Farewell to the unloveliest newspaper

The <em>Sport</em> and <em>Sunday Sport</em> have gone under, taking their torrent of nipples and ma

Daily Sport

Farewell, then, to the unloveliest newspaper that ever lived, the wretchedly tacky ejaculation of juvenile chortling and tits that was the Sport and Sunday Sport.

Goodbye to the avalanche of breasts. Goodbye to the nipple count. Goodbye to the simian dribbling over bits of people's bodies. Goodbye, too, to the comedy anti-news news articles, which once upon a time jarred against their tabloid competitors, but seem pretty half-hearted compared to the kind of made-up crap we have to put up with now. World War 2 Bomber Found on Moon. Hitler Was a Woman. Bus At North Pole. Oh, how we laughed. But we're not laughing now.

There were slightly less chucklesome things in the Sport down the years, mind you. The court reports about sexual crimes, written in slightly unpleasant amounts of detail, sat in disturbingly close proximity to pictures of half-naked women, there to help you masturbate yourself into a coma. Perhaps it was all just a lot of harmless fun and I am a humourless wretch; I don't know. I just know that it doesn't seem quite so hilarious, in retrospect.

I suppose as someone who calls himself a journalist, I'm meant to be saddened by the departure of another national publication. And I'm not saying I don't understand how devastating it must be for people who have worked hard and who are now out of a job; I feel as sorry for them as I would for anyone flung on to the scrapheap at a moment's notice. But these newspapers were a cavalcade of cheap and nasty tat demeaning news-stands up and down the land by being placed next to real newspapers. For those who worked there, I'm sorry for you, but, on the other hand: welcome to the clean world.

What went wrong to kill off the Sport and Sunday Sport? I suppose the ready availability of porn on the web is the biggest factor. Why go and buy a newspaper for softcore smut when you can access a world of unimaginable filth catering for any kind of taste with the click of a mouse or using your mobile phone? It seems a bit archaic to go into a newsagent and embarrass yourself in the hope of giving your solo sex fun a few go-faster stripes, when you might as well just fire up the laptop and knock yourself out. When you're only flogging your papers on the promise of more boobs than the page threes elsewhere, with only a few ropey articles constituting the "news", you're putting yourself in a vulnerable position. And so it's proved.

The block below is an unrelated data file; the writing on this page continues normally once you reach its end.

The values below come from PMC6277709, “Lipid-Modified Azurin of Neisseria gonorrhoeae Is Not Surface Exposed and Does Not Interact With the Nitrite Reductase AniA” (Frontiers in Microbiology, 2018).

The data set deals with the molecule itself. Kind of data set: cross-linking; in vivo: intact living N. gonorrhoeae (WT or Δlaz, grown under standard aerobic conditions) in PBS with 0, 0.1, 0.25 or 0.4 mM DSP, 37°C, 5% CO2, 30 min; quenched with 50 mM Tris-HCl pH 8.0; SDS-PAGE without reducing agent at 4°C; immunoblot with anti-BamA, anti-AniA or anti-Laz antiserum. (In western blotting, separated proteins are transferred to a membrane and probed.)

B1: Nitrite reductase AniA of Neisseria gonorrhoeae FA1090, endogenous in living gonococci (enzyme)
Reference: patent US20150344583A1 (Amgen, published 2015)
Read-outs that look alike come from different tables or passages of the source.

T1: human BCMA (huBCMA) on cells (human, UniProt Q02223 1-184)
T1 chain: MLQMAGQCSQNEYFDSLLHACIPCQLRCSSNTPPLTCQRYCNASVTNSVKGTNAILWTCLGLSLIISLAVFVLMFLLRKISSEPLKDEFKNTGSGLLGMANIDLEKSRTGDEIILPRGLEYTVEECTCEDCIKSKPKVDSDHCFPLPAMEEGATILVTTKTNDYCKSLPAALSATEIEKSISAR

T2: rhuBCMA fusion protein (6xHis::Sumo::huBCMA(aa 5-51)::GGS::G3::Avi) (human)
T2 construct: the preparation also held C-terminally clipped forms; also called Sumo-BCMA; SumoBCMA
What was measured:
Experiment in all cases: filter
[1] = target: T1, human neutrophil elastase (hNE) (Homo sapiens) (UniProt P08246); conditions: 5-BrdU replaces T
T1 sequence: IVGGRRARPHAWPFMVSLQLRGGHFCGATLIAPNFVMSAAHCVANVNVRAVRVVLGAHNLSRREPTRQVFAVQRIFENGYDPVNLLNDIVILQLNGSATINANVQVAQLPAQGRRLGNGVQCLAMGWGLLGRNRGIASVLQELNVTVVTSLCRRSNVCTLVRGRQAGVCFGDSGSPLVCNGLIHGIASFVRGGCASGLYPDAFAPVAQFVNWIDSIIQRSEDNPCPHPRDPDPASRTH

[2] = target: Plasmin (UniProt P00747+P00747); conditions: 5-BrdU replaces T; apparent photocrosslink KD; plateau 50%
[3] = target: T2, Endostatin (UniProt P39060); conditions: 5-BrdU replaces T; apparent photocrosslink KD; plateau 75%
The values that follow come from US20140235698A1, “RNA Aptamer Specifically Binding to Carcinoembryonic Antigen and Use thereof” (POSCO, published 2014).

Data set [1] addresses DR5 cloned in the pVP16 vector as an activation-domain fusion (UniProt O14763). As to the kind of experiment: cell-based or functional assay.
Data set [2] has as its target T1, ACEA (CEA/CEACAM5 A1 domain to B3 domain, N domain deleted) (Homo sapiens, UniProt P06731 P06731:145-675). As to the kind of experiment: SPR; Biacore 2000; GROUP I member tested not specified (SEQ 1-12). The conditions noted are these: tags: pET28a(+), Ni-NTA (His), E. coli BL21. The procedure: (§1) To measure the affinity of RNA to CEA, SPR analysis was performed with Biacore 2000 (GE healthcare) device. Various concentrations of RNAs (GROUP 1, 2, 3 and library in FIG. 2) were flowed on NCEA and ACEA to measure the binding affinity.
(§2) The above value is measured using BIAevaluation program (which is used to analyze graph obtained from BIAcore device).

At the paper shop on Sunday, there was just a gap where the Sunday Sport used to be, a void in the plastic display, the absence of a gaudy front page with an upskirt photo of a minor celebrity bending over and some paparazzo stuffing a camera into her arse. That wasn't there. And things already looked brighter because of it.

One down, several more to go. But judging by the eagerness with which the Daily Star on Sunday welcomed readers of the Sunday Sport, someone somewhere still reckons there's a market for it. Time will tell if they're right.

Patrolling the murkier waters of the mainstream media
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Forget the progressive alliance - it was the voters wot won it in Richmond

The Labour candidate on how voters have acted tactically for decades.

The Richmond Park by-election is both a triumph and a setback for the concept of an anti-Tory progressive alliance. As the Labour candidate, I was bombarded with emails and tweets saying I ought to stand down to prevent Zac Goldsmith being re-elected long after it was technically impossible for me to do so even if I had wanted to. I was harangued at a meeting organised by Compass, at which I found myself the lonely voice defending Labour's decision to put up a candidate.